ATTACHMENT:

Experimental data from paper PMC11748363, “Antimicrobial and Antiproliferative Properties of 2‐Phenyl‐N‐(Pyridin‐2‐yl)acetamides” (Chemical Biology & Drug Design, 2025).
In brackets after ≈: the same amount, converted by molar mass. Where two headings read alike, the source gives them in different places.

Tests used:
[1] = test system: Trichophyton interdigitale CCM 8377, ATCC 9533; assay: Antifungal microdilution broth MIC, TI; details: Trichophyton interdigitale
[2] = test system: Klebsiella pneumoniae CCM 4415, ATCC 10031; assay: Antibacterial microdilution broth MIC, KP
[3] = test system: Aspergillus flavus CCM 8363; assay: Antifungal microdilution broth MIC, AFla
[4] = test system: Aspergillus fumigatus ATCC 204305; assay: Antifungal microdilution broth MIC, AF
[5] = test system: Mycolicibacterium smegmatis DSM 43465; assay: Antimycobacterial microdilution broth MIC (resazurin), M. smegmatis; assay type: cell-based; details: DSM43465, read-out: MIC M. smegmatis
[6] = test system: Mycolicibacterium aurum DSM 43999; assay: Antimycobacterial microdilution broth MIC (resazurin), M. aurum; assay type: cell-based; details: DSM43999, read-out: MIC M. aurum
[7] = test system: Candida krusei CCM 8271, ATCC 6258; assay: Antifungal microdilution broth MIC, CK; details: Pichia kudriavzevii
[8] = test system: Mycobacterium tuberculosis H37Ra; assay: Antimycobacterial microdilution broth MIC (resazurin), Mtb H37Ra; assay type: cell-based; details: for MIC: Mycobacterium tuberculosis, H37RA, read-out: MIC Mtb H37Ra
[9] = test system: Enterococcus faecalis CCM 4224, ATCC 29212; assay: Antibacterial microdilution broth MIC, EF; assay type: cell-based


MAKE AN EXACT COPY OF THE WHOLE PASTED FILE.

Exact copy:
Experimental data from paper PMC11748363, “Antimicrobial and Antiproliferative Properties of 2‐Phenyl‐N‐(Pyridin‐2‐yl)acetamides” (Chemical Biology & Drug Design, 2025).
In brackets after ≈: the same amount, converted by molar mass. Where two headings read alike, the source gives them in different places.

Tests used:
[1] = test system: Trichophyton interdigitale CCM 8377, ATCC 9533; assay: Antifungal microdilution broth MIC, TI; details: Trichophyton interdigitale
[2] = test system: Klebsiella pneumoniae CCM 4415, ATCC 10031; assay: Antibacterial microdilution broth MIC, KP
[3] = test system: Aspergillus flavus CCM 8363; assay: Antifungal microdilution broth MIC, AFla
[4] = test system: Aspergillus fumigatus ATCC 204305; assay: Antifungal microdilution broth MIC, AF
[5] = test system: Mycolicibacterium smegmatis DSM 43465; assay: Antimycobacterial microdilution broth MIC (resazurin), M. smegmatis; assay type: cell-based; details: DSM43465, read-out: MIC M. smegmatis
[6] = test system: Mycolicibacterium aurum DSM 43999; assay: Antimycobacterial microdilution broth MIC (resazurin), M. aurum; assay type: cell-based; details: DSM43999, read-out: MIC M. aurum
[7] = test system: Candida krusei CCM 8271, ATCC 6258; assay: Antifungal microdilution broth MIC, CK; details: Pichia kudriavzevii
[8] = test system: Mycobacterium tuberculosis H37Ra; assay: Antimycobacterial microdilution broth MIC (resazurin), Mtb H37Ra; assay type: cell-based; details: for MIC: Mycobacterium tuberculosis, H37RA, read-out: MIC Mtb H37Ra
[9] = test system: Enterococcus faecalis CCM 4224, ATCC 29212; assay: Antibacterial microdilution broth MIC, EF; assay type: cell-based